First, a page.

Placements in Residential Care


This procedure applies to all placements of Looked After children in residential care.

See Decision to Look After and Care Planning for procedures relating to the initial decision to look after a child, and the drafting and approval of the Care Plan and other essential documentation.

NOTE: from September 2021, looked after children under 16 years of age cannot be accommodated in unregulated independent or semi-independent placements. See Placements in Other Arrangements Procedure.


Remands to Local Authority Accommodation or to Youth Detention Accommodation Procedure

Out of Area Placements Procedure


This chapter was amended in June 2022 to add a link to the NYAS ‘My Things Matter’ Report – support and respect care-experienced children and their belongings when they move (see Section 2.3, Placement Planning).

1. Consultation

At the point that it is determined that a placement may be required, and throughout the subsequent process of identification, planning and placement, the social worker must consult and take account of the views of the following people:

  1. The child;
  2. The child's parents, or those with Parental Responsibility;
  3. Anyone who is not a parent but has been caring for or looking after the child;
  4. Other members of the child's family who are significant to the child;
  5. The child's school or education authority;
  6. The Youth Offending Service, if the child is known to them;
  7. Any other relevant person, e.g. nursery, health care professional, Children's Guardian.

The views of these people should be given by them, in writing, or should be recorded by the social worker.

2. Placements Process

2.1 Placement Request

Where a decision has been made that a child requires a residential placement, the child's social worker should request a placement by submitting a written report to the Central Placements Team for consideration by the Residential Operations Managers and  discussion at the Placement Matching Panel (unless the child’s level of disability requires specialist provision).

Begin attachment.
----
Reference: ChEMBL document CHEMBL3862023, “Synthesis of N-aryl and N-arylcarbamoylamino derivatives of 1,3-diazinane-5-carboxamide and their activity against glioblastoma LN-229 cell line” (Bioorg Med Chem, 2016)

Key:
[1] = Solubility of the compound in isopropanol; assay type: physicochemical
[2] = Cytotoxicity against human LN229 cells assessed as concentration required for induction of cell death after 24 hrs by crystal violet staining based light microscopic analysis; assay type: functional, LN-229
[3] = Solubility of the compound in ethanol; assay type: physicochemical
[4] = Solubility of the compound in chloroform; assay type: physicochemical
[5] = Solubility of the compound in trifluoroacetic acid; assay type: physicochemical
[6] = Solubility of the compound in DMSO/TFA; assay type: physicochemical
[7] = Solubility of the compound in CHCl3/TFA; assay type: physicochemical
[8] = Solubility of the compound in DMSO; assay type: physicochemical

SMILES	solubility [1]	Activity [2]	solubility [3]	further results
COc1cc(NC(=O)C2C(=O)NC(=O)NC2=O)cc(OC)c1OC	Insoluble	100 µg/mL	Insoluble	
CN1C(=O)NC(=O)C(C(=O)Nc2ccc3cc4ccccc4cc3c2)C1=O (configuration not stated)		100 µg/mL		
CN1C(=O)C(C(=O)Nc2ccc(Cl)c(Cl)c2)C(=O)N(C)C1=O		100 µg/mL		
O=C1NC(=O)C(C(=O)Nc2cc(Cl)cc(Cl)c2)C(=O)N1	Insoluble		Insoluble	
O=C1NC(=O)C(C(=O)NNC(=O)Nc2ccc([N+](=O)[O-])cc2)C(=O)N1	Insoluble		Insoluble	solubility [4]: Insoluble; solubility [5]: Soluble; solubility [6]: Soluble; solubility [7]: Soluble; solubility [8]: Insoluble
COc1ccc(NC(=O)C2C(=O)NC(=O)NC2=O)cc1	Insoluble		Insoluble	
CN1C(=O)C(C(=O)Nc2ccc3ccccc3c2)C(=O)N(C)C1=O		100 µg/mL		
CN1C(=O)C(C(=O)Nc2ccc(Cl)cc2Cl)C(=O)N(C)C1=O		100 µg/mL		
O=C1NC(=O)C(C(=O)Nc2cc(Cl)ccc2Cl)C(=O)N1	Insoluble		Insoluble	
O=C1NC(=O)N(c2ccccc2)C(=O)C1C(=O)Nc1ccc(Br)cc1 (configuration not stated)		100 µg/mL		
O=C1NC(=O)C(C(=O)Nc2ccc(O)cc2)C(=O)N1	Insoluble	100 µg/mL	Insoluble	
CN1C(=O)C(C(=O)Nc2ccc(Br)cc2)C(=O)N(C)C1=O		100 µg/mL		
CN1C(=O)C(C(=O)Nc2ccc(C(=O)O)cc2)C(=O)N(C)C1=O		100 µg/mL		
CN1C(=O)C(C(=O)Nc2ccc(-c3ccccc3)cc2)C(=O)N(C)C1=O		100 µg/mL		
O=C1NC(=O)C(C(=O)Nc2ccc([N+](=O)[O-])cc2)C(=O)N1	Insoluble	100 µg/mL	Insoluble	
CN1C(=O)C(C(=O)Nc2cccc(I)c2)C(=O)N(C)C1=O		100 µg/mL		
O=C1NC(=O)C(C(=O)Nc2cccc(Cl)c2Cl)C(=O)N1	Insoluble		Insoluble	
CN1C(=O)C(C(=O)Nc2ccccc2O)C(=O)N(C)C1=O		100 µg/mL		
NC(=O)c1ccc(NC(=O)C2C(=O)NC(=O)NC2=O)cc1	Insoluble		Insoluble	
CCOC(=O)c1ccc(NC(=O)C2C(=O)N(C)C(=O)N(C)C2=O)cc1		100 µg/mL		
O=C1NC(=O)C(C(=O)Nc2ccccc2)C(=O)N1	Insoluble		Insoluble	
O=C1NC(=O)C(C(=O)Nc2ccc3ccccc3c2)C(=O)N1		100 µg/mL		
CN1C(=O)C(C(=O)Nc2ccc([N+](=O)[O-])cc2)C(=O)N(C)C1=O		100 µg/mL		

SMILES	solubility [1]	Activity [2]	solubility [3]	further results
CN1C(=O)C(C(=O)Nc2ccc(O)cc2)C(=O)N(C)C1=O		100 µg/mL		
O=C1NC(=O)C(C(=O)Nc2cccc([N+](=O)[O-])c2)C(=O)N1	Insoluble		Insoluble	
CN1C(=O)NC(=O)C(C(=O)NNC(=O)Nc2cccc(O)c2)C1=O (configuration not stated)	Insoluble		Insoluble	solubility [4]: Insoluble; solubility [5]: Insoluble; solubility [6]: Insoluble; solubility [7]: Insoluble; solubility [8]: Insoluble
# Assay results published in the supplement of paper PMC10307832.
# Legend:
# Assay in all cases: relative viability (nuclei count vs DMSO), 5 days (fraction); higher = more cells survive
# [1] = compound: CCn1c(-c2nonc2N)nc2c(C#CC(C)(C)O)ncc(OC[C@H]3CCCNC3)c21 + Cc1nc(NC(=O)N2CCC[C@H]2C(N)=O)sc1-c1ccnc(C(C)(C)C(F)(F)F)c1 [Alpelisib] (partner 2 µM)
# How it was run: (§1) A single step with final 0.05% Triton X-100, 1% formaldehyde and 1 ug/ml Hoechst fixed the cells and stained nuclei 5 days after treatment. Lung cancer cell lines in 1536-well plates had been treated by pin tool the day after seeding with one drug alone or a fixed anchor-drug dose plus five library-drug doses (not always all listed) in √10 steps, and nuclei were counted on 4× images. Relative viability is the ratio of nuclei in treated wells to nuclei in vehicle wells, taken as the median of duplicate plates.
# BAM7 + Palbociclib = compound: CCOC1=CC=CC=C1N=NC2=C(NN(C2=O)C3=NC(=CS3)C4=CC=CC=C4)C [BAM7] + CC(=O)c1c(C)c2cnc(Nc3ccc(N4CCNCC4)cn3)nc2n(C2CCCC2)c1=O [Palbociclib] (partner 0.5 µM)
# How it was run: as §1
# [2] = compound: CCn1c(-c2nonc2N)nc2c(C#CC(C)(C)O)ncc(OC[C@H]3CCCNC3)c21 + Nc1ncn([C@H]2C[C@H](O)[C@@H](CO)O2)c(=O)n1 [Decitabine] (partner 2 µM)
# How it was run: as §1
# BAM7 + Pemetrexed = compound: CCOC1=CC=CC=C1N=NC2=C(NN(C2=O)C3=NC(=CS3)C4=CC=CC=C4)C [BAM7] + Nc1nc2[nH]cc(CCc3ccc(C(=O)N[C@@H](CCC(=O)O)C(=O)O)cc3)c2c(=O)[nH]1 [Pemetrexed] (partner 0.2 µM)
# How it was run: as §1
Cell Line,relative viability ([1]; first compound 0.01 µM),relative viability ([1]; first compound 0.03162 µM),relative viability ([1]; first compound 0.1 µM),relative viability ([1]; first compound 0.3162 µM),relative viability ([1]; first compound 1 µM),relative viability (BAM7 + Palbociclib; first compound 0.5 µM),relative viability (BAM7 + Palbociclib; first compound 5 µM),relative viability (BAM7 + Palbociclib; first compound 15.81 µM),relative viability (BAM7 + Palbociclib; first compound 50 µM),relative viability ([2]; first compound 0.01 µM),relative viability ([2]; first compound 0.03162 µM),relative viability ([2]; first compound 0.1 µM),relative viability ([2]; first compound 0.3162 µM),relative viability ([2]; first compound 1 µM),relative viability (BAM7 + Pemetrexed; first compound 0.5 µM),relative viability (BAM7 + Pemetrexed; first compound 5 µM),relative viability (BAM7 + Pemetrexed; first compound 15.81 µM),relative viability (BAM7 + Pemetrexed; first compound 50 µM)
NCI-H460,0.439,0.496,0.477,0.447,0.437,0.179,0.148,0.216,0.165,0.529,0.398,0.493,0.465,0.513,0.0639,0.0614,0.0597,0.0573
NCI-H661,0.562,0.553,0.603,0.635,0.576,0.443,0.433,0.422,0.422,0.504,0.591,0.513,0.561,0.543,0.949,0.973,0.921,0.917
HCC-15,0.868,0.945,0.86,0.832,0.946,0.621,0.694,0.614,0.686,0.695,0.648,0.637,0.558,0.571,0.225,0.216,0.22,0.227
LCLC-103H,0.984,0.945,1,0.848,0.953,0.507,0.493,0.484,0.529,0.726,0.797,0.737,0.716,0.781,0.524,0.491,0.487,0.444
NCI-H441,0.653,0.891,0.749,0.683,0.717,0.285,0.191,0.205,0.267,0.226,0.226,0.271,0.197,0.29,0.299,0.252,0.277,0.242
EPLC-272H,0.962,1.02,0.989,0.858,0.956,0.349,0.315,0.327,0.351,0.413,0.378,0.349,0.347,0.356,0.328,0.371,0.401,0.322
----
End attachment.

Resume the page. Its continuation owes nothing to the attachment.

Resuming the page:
In making this request, the social worker will be asked to provide information about the child, the type of placement sought, the Care Plan, the date by which the placement is required, the likely length of time for which the placement is required and the expected level of contact between the child and parents. The social worker should also outline any risks associated in making the placement.

On receiving the request, the Central Placements Team will send the referral to the relevant Residential Operations Manager who will discuss the referral with the Registered Manager of children’s homes with a vacancy. Registered Managers will complete a short matching form within 48 hours (or sooner if the placement is needed in an emergency) to determine whether the child would be a suitable match for their home, taking account of his/her strengths and needs, as well as any risks and how they might be mitigated. The request and the short matching form will then be considered at Placement Matching Panel and discussion will take place regarding whether there is an in-house residential placement available that appears to be appropriate to meet the child's needs.

The Head of Service (Localities) receive minutes from the PMP; and so are informed of possible changes and can thus make representations if necessary.

If such a placement is available or if there is a possibility of a placement by the required date, the social worker will be advised accordingly.

If no appropriate in-house placements are available and the child requires a placement without delay, the Central Placements Team will seek permission from the Head of Children in Care Provision to search for an external placement. Once provisional agreement is given by the Head of Children in Care Provision to search in principle; an external provider will be identified, initially using the East Midlands Regional Provider Framework, but if a placement is not secured via this route, a spot purchase can be considered through discussion with the Contracts Manager (external placements).

ALL Private residential placements must be agreed in advance by the Nominated Officer/Executive Director of Children's Services – this includes those private homes in County, those out of County and those "at a distance". Placements must not be made until the Nominated Officer/DCS has signed it off.

2.2 Identification and Approval of Placement

Once a resource has been identified and agreed, the social worker should contact the relevant registered manager directly to discuss the available placement further.